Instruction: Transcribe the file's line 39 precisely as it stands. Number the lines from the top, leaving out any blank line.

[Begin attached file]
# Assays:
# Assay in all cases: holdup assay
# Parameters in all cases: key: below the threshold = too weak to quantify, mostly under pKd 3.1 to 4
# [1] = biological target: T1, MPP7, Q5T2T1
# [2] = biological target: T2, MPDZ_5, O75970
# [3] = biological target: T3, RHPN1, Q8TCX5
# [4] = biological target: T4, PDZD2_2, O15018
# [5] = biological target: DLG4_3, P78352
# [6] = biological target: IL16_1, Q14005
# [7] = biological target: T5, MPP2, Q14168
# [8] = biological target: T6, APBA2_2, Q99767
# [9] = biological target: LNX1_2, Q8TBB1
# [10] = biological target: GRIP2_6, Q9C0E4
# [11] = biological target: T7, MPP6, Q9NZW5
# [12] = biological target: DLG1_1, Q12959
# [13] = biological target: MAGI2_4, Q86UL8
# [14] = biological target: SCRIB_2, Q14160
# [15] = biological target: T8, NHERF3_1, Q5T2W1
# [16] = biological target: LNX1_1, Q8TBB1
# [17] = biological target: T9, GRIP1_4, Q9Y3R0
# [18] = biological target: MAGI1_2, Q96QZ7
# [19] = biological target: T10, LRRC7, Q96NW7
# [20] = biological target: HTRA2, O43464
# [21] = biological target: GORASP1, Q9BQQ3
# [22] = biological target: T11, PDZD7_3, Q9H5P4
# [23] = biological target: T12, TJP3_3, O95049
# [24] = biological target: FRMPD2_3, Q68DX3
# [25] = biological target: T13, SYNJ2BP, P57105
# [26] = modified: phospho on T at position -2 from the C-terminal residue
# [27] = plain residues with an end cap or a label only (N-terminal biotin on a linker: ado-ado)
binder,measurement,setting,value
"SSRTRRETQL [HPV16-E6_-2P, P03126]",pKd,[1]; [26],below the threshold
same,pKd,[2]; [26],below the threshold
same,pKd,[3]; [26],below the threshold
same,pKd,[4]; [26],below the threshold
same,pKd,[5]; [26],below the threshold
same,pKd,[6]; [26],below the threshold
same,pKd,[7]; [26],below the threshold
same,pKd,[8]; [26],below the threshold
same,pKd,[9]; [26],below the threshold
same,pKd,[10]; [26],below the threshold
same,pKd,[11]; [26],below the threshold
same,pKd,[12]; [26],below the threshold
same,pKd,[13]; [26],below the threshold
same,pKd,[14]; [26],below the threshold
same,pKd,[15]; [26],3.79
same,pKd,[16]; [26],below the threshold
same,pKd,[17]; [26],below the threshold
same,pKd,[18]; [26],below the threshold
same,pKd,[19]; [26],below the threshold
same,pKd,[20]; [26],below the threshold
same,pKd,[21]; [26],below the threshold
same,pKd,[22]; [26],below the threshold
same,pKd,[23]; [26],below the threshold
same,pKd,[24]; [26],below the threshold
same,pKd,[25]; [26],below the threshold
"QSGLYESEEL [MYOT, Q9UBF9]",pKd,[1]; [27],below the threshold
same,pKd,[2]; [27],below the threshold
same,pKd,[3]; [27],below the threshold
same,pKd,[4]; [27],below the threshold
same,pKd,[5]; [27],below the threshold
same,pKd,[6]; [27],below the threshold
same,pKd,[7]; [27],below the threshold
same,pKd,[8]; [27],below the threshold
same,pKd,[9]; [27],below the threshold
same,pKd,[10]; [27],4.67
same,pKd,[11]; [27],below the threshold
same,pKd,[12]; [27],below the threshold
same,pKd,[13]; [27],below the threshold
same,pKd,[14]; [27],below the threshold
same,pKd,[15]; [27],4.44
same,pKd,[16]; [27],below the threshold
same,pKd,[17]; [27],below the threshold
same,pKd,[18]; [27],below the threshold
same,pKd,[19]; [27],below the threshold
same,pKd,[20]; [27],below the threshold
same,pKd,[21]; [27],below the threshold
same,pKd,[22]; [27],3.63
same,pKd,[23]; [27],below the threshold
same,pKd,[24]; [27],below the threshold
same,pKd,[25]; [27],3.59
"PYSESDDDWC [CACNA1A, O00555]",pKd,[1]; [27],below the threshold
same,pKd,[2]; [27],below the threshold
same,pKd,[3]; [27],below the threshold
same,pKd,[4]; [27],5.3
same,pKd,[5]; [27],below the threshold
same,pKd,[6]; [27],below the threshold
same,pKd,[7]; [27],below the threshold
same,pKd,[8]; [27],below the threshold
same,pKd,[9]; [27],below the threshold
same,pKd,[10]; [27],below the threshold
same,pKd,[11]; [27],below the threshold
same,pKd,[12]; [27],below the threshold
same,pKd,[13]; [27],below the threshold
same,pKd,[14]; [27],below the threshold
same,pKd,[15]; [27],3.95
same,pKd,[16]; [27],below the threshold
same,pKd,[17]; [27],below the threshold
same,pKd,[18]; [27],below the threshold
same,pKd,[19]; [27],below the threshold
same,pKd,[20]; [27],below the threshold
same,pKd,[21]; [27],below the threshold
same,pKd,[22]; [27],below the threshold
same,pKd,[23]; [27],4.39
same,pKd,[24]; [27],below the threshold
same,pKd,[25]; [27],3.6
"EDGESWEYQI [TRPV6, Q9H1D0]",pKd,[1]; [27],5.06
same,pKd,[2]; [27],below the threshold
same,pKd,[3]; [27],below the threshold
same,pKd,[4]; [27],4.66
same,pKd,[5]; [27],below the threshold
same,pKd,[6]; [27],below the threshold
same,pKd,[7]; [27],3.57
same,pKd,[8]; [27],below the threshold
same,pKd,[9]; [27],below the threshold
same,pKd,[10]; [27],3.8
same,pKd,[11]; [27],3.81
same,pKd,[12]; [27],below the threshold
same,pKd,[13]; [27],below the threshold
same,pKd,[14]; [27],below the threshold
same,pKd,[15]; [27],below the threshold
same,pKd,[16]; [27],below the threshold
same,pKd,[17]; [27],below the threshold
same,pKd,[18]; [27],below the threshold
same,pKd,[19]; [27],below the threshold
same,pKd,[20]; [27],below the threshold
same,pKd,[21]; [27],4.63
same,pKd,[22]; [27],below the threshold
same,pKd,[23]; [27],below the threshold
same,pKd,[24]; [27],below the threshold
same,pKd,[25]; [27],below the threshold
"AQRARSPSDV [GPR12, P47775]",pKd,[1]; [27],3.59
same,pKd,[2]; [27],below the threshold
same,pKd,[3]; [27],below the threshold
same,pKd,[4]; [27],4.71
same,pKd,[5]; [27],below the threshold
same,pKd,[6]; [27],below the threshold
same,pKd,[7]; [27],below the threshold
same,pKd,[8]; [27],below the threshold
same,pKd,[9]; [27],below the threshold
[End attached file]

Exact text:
same,pKd,[8]; [26],below the threshold